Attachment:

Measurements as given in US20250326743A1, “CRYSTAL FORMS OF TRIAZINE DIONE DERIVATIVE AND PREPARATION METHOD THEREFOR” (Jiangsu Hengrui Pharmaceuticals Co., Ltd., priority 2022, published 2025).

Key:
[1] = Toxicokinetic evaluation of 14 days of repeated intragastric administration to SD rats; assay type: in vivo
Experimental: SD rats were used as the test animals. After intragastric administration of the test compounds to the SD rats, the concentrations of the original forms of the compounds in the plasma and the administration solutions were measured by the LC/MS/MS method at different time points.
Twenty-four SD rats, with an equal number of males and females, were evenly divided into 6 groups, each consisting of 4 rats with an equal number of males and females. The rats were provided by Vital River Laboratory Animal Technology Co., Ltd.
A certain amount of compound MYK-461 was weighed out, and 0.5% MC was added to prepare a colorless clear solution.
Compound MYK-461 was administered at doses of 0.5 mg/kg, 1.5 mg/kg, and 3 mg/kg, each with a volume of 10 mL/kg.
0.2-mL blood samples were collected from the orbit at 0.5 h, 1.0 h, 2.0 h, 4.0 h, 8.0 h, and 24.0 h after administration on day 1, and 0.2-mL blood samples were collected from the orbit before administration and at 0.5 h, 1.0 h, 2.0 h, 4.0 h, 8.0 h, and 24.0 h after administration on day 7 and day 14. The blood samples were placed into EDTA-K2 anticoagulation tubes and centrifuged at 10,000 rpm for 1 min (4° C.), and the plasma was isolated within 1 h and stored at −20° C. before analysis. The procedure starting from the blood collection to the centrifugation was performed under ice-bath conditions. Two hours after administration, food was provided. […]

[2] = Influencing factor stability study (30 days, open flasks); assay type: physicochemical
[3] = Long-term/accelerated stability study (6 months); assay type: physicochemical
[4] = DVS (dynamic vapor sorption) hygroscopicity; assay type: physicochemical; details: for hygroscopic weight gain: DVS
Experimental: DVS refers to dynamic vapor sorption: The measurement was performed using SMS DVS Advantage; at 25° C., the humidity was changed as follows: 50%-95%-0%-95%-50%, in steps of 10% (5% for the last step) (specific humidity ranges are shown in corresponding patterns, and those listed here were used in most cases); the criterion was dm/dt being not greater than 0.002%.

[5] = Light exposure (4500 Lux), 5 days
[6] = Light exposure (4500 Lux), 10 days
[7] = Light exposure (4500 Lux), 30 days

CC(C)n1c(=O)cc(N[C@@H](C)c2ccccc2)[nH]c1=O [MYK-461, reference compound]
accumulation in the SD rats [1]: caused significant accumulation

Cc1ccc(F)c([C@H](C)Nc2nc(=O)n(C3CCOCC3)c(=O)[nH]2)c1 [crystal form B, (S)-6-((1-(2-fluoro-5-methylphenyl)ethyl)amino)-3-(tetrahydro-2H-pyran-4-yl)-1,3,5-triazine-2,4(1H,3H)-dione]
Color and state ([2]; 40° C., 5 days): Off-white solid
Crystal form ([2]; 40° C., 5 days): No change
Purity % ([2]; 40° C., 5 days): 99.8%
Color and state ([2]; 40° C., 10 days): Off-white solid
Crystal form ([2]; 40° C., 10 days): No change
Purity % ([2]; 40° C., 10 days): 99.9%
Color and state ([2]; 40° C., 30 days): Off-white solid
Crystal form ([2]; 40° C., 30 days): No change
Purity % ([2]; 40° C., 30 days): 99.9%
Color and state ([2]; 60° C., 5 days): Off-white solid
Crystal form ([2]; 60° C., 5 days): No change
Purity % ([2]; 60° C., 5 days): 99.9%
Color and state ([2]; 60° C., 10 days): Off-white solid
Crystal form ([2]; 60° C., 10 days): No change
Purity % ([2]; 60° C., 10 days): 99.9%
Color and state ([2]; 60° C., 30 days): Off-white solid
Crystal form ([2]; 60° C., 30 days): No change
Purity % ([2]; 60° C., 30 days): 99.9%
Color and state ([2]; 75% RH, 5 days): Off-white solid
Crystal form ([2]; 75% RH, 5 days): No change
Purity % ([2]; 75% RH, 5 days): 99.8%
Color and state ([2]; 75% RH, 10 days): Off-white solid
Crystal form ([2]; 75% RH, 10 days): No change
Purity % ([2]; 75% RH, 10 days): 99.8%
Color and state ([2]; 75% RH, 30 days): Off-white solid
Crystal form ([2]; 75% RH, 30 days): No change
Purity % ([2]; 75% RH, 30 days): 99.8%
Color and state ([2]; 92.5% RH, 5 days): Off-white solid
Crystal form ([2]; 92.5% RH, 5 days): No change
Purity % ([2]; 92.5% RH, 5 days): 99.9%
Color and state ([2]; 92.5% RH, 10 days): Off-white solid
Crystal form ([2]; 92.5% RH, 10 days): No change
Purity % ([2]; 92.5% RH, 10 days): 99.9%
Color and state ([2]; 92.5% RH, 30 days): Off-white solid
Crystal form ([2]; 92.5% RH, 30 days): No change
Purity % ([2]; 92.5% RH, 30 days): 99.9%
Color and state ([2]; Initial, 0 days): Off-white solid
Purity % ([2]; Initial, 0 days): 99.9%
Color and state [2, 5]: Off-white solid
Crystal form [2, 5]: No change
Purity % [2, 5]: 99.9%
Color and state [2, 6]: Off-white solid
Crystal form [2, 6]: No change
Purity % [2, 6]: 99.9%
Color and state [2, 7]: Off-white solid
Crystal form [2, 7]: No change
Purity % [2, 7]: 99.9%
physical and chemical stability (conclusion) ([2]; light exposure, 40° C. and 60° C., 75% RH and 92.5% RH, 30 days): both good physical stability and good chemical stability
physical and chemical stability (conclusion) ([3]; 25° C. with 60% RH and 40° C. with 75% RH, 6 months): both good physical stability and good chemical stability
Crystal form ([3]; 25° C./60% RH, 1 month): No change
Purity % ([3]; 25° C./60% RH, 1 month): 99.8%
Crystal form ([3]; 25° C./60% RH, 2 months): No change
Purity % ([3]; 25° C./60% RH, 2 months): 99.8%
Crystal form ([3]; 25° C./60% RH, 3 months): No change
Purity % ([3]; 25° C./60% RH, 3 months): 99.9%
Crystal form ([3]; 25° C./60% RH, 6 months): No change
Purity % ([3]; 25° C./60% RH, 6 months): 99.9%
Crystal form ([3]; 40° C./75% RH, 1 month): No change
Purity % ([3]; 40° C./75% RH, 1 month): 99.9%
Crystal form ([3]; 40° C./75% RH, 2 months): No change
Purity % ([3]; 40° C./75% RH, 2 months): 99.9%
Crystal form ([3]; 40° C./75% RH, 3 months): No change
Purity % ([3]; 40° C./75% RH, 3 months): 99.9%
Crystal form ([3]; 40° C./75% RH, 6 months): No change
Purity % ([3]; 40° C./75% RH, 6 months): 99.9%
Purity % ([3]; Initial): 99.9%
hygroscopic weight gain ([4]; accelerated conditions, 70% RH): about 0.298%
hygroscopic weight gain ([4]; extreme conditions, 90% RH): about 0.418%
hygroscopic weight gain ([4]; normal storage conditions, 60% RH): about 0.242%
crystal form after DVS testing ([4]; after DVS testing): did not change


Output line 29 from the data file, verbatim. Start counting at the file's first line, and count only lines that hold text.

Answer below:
Crystal form ([2]; 60° C., 5 days): No change